Meet the new boss,
same as worse than the old boss. The Washington Post protested Donald Trump’s hostile treatment of the media by adopting a black banner crying “Democracy dies in darkness.” It’s not getting any lighter under Joe Biden, publisher Fred Ryan complained last night. In fact, Ryan accused Biden’s Department of Justice of doubling down its attacks on media, calling it “an unprecedented assault on American news organizations”:
During the final days of the Trump administration, the attorney general used extraordinary measures to obtain subpoenas to secretly seize records of reporters at three leading U.S. news organizations. After this was reported last month, President Biden rightly decried this attack on the First Amendment, calling it “simply, simply wrong” and assuring Americans that it would not happen in his administration.
Unfortunately, new revelations suggest that the Biden Justice Department not only allowed these disturbing intrusions to continue — it intensified the government‘s attack on First Amendment rights before finally backing down in the face of reporting about its conduct.
After Biden took office, the department continued to pursue subpoenas for reporters’ email logs issued to Google, which operates the New York Times’ email systems, and it obtained a gag order compelling a Times attorney to keep silent about the fact that federal authorities were seeking to seize his colleagues’ records. Later, when the Justice Department broadened the number of those permitted to know about the effort, it barred Times executives from discussing the legal battle with the Times newsroom, including the paper’s top editor.
This escalation, on Biden’s watch, represents an unprecedented assault on American news organizations and their efforts to inform the public about government wrongdoing.
This wasn’t just about the subpoena for reader data from USA Today, which got made public last week. (That got withdrawn over the weekend as well.) Ryan more specifically points to a Biden administration effort to gag the New York Times from reporting or even publicly objecting to a DoJ attempt to seize records from four of its reporters. The Biden White House claimed it had no knowledge of that effort when challenged about it on Saturday:
The Biden administration said on Saturday that no one at the White House had been aware that the Justice Department was seeking to seize the email data of four New York Times reporters and had obtained a gag order in March barring a handful of newspaper executives who knew about the fight from discussing it.
The disavowal came one day after a court lifted the gag order, which permitted a Times lawyer to disclose the department’s effort to obtain email logs from Google, which operates the Times’s email system. It had begun in the last days of the Trump administration and continued until Wednesday, when the Biden Justice Department asked a judge to quash the matter without having obtained the data about who had been in contact with the reporters.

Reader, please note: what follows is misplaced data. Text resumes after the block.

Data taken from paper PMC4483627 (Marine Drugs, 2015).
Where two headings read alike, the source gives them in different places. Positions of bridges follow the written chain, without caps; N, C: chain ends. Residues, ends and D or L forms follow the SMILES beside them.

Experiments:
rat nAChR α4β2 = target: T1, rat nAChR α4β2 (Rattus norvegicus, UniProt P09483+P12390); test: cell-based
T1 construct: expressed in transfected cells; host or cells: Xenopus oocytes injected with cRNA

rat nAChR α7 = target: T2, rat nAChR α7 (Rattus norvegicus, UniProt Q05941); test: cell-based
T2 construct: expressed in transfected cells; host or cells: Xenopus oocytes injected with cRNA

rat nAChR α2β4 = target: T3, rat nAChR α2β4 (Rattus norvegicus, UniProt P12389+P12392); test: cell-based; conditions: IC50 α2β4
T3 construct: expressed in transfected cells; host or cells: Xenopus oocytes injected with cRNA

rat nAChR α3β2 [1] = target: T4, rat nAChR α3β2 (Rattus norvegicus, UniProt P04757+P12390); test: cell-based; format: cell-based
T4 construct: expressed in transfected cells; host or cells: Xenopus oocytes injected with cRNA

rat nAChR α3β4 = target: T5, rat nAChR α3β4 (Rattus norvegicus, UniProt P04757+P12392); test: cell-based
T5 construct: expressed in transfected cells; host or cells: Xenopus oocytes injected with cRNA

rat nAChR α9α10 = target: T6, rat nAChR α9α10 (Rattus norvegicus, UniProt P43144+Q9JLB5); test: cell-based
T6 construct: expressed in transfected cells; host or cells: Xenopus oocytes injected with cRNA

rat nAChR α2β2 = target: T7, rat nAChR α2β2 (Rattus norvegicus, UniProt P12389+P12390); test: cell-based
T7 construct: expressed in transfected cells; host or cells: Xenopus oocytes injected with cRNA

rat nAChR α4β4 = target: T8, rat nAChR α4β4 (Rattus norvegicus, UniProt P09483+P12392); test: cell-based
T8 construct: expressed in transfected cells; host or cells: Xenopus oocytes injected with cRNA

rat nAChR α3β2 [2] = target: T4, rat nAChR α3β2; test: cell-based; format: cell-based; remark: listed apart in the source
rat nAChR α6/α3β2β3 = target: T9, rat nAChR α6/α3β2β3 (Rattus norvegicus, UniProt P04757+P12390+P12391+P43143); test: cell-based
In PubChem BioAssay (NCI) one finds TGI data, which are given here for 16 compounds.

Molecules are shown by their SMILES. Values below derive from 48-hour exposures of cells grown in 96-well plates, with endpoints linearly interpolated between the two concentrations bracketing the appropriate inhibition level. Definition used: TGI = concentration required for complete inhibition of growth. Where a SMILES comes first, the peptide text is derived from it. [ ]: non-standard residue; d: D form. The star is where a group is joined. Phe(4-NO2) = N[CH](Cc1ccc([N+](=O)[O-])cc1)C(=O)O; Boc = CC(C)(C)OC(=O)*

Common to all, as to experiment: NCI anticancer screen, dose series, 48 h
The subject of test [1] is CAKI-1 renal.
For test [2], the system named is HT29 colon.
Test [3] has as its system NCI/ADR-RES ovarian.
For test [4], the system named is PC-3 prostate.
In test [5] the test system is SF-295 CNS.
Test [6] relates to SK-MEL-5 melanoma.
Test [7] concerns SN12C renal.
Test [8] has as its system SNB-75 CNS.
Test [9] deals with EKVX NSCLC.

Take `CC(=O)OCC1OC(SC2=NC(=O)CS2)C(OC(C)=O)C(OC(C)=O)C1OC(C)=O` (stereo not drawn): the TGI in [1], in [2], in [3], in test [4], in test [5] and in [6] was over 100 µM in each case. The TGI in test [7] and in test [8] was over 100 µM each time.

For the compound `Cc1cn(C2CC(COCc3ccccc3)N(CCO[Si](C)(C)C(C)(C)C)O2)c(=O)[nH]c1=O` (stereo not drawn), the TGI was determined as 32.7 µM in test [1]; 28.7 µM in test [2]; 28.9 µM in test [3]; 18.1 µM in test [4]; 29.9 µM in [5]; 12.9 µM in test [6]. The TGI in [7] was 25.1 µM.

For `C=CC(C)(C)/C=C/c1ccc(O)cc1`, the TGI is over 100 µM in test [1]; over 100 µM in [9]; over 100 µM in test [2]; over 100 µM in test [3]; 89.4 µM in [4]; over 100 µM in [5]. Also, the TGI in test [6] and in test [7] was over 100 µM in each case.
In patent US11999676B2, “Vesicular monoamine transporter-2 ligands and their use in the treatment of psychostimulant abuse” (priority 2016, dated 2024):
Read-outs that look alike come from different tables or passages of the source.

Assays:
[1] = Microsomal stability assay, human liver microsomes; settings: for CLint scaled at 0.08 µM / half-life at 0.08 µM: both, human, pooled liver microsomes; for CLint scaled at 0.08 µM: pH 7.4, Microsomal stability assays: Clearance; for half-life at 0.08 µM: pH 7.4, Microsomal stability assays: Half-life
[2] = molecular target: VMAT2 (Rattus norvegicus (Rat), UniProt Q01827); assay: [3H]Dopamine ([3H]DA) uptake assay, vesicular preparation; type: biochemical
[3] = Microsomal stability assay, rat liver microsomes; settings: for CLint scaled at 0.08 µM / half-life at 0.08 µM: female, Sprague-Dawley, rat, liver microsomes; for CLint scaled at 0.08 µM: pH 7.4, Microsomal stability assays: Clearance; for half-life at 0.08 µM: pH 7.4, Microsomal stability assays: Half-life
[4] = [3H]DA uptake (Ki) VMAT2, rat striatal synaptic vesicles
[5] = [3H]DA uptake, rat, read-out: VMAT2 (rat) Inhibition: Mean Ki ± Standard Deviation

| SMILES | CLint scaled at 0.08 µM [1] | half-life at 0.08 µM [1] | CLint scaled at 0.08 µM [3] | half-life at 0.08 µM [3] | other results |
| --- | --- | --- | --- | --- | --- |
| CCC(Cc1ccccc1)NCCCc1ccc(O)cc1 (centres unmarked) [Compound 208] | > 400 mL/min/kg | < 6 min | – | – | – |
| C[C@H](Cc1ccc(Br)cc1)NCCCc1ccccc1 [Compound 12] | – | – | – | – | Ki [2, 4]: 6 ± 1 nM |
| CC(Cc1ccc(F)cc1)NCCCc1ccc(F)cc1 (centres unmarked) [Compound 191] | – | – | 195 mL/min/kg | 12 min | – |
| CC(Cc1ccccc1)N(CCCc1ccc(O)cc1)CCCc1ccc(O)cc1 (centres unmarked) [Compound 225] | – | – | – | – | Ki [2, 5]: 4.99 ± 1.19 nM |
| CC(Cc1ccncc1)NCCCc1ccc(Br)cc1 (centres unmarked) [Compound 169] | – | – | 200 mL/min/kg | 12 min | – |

“As appropriate given the independence of the Justice Department in specific criminal cases, no one at the White House was aware of the gag order until Friday night,” Jen Psaki, a White House spokeswoman, said in a statement.
March, by the way, had Merrick Garland fully in charge of the DoJ as Attorney General. At one time, Garland was a darling of the Left — and the media — after getting shut out for consideration by the Senate as a Supreme Court nominee. Oddly, one has to drill down quite far into the NYT story to run across Garland’s name, although it’s pretty damning when it does appear:
Theodore J. Boutrous Jr., an outside lawyer for The Times, said that in a meeting on April 6, Gregg Maisel, the head of the national security division in the U.S. attorney’s office in Washington, told The Times’s legal team that prosecutors had obtained approval for the order, which he described as reasonable, and that Biden officials had been apprised of the matter.
“When we said that we felt this decision was not consistent with the guidelines, the prosecutors bristled at that,” Mr. Boutrous said.
That meeting occurred about three weeks after Attorney General Merrick B. Garland took office, and about two months before the Justice Department asked a judge to quash the order to Google.
So it appears that Garland gave the order — or at least the okay — on this increase in darkness to which the Post objects. How many times does Ryan mention Garland? Zero. Ryan mentions Trump five times in his cri de coeur, although Biden gets ten. Garland’s omission in the Post, and near-omission in the NYT, seems very odd considering the complaints about a DoJ war on reporters under Garland’s watch. It certainly looks like something is rotten not just in the DoJ, not just in the Biden administration, but perhaps the media as well.